Tourism operators in Hat Yai seeking helping hand

Tourism operators in Hat Yai seeking helping hand

Occupancy rate stood at just 10% in May

Three Thai women make their way with their luggage into Malaysia at the Sadao border checkpoint in the southern province of Songkhla on April 1. Thailand reopened the southern checkpoint after a period of prolonged closure due to the Covid-19 pandemic. (AFP photo)
Three Thai women make their way with their luggage into Malaysia at the Sadao border checkpoint in the southern province of Songkhla on April 1. Thailand reopened the southern checkpoint after a period of prolonged closure due to the Covid-19 pandemic. (AFP photo)

Tourism operators in Hat Yai are calling for additional support when it comes to registration for the Thailand Pass and bus services at the Malaysian border, particularly at the Sadao checkpoint, in order to bring back tourists.

"Tourism operators in Hat Yai are still struggling to maintain their business despite the reopening as most arrivals are Malaysian businessmen, not tourists," said Kamon Suttiwannopat, president of Songkhla Tourism Association.

Obstacles at the Sadao checkpoint, which is the major southern entrance into the country, are registration for the Thailand Pass and the insurance requirement.

He said buses making a single journey from Malaysia, which usually operate via Songkhla, are not allowed to enter the country. Tourists who have luggage with them have to drop it off at the checkpoint for the time-consuming immigration process, then use local vehicles to continue their trip.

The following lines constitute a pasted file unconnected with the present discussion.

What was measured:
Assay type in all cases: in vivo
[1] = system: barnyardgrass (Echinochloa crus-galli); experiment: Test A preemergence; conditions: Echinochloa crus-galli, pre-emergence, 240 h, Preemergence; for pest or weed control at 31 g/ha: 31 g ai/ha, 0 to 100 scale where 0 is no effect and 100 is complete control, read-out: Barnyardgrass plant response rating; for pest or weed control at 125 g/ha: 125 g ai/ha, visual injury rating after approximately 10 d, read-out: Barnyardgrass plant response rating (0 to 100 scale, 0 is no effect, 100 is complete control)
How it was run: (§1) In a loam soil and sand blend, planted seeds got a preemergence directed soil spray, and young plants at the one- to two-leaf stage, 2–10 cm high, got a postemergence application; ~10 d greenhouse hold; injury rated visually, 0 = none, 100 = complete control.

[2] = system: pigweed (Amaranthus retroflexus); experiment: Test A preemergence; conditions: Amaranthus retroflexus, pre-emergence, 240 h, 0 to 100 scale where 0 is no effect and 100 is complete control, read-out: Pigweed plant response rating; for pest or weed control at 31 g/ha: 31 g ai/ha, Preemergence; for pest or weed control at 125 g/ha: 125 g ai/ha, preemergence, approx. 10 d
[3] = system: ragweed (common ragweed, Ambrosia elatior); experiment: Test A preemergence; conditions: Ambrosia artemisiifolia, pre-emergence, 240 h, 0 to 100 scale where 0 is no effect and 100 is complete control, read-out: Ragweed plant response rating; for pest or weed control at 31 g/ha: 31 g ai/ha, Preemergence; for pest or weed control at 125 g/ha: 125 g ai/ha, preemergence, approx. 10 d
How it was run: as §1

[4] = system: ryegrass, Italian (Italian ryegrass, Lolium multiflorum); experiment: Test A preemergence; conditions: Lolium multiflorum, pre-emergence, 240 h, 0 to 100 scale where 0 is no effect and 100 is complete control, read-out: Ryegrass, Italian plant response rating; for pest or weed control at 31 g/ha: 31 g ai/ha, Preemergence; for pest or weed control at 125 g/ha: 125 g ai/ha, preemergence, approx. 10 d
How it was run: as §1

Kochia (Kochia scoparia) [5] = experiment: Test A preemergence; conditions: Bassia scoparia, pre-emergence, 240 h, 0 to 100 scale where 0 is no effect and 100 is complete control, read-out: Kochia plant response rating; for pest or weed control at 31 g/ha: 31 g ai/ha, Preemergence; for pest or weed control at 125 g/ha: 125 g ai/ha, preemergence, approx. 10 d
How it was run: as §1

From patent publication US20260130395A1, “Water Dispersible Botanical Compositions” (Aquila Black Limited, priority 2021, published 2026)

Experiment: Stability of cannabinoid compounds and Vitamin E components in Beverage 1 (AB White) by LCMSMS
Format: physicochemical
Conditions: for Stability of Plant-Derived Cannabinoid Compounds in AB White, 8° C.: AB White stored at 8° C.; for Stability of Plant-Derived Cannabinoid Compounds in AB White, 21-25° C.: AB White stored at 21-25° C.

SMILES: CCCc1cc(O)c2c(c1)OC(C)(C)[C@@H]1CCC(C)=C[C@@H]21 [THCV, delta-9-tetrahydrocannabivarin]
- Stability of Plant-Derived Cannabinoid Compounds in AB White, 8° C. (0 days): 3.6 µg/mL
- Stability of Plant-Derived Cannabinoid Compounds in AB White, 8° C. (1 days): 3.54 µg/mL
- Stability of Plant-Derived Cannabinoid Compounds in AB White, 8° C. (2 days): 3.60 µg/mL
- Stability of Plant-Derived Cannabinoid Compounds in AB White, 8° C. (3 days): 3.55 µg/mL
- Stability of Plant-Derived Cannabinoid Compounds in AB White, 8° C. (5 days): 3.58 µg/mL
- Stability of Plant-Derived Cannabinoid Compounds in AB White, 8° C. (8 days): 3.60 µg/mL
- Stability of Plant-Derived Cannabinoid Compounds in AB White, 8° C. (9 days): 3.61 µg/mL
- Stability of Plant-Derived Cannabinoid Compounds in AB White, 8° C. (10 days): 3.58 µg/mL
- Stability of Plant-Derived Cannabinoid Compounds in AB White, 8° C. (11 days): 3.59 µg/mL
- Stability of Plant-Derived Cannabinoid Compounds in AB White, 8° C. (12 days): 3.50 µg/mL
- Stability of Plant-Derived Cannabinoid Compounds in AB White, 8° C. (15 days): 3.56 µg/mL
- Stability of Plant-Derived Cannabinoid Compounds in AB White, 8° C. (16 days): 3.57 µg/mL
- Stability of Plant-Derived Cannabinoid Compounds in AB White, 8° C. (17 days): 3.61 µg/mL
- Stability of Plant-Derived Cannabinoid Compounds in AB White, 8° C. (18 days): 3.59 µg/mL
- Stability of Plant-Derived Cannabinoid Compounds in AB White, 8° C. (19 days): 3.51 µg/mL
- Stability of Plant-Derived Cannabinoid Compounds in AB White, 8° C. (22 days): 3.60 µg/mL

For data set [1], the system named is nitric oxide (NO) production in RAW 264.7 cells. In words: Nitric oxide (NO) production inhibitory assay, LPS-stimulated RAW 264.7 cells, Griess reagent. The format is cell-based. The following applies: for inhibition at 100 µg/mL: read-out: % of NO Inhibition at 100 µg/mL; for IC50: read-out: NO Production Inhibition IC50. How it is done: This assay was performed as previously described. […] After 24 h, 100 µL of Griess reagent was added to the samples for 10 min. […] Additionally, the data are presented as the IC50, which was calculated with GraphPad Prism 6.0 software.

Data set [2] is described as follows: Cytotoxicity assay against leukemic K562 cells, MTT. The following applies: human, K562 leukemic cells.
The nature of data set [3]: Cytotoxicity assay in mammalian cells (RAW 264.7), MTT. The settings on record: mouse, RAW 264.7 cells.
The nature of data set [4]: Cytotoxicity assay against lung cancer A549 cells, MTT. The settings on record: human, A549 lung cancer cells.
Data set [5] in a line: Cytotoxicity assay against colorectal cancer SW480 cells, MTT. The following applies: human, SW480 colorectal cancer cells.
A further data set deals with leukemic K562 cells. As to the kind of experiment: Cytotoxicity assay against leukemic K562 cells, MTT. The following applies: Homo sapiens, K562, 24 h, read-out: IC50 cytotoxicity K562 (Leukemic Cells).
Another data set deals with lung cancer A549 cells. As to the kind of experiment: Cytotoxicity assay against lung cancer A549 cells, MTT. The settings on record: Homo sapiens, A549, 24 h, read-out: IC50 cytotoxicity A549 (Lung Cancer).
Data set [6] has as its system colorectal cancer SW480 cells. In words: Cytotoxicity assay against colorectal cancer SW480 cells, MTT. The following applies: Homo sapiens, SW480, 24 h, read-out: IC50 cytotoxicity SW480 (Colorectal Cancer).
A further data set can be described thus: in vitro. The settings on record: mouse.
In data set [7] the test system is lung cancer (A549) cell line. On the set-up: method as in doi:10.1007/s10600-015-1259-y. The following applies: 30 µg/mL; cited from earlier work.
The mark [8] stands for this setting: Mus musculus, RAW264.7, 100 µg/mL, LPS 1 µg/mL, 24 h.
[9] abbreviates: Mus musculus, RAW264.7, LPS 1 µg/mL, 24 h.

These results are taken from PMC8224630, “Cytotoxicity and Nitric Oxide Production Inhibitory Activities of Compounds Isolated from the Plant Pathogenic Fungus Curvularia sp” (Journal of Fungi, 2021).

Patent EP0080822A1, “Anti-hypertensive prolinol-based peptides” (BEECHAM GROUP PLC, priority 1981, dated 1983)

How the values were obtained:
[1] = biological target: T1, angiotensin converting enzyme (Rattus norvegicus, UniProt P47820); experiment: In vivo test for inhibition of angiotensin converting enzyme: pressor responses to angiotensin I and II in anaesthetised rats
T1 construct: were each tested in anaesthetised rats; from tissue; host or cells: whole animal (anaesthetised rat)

Moreover, the frequency of buses travelling one-way, which is a popular choice for Malaysians visiting Thailand, is limited. Services have only resumed at 10% of the regular level as demand has not fully returned, said Mr Kamon.

The occupancy rate at over 50 hotels generating around 10,000 rooms in Hat Yai stood at less than 10% in May.

He said the weak level of performance is expected to continue this month.

If the Thailand Pass requirement were to be removed in July and checkpoints were allowed to ease current restrictions, the occupancy rate would pick up by 10-20%.

The Sadao checkpoint was closed for two years and officially reopened on April 1 this year.

The reopening had lead the checkpoint to become among the busiest locations for foreign visitors, according to Sukanya Sirikanjanakul, Tourism Authority of Thailand (TAT) executive director for Asean, South Asia and South Pacific.

As of June 11, the number of international arrivals at Sadao reached 37,982, the highest level among all the country's land borders.

Overall, Thailand has received 128,619 Malaysian visitors, second only to tourists from India at 163,160.

Ms Sukanya said although Malaysians can use a border pass for a temporary visit of three days and two nights without needing to register for the Thailand Pass, many tourists still prefer to use their passports in order to travel to other destinations within Thailand.

Following the cancellation of the Test & Go scheme in May, daily arrivals from Malaysia occasionally surpassed 5,000 which was even higher than the level recorded from the Indian market.

TAT also plans to hold discussions with Malaysia Airlines, Thai Airways and AirAsia regarding the operation of more flights from Malaysia in an effort to gain a 40-50% recovery from pre-Covid levels, she said.

Ms Sukanya said that as well as the Sadao border crossing, the Nong Khai checkpoint in the northeast of the country is also important to attract visitors from Laos.

There are a number of medical tourists seeking treatment from hospitals in Udon Thani and Bangkok, she said.


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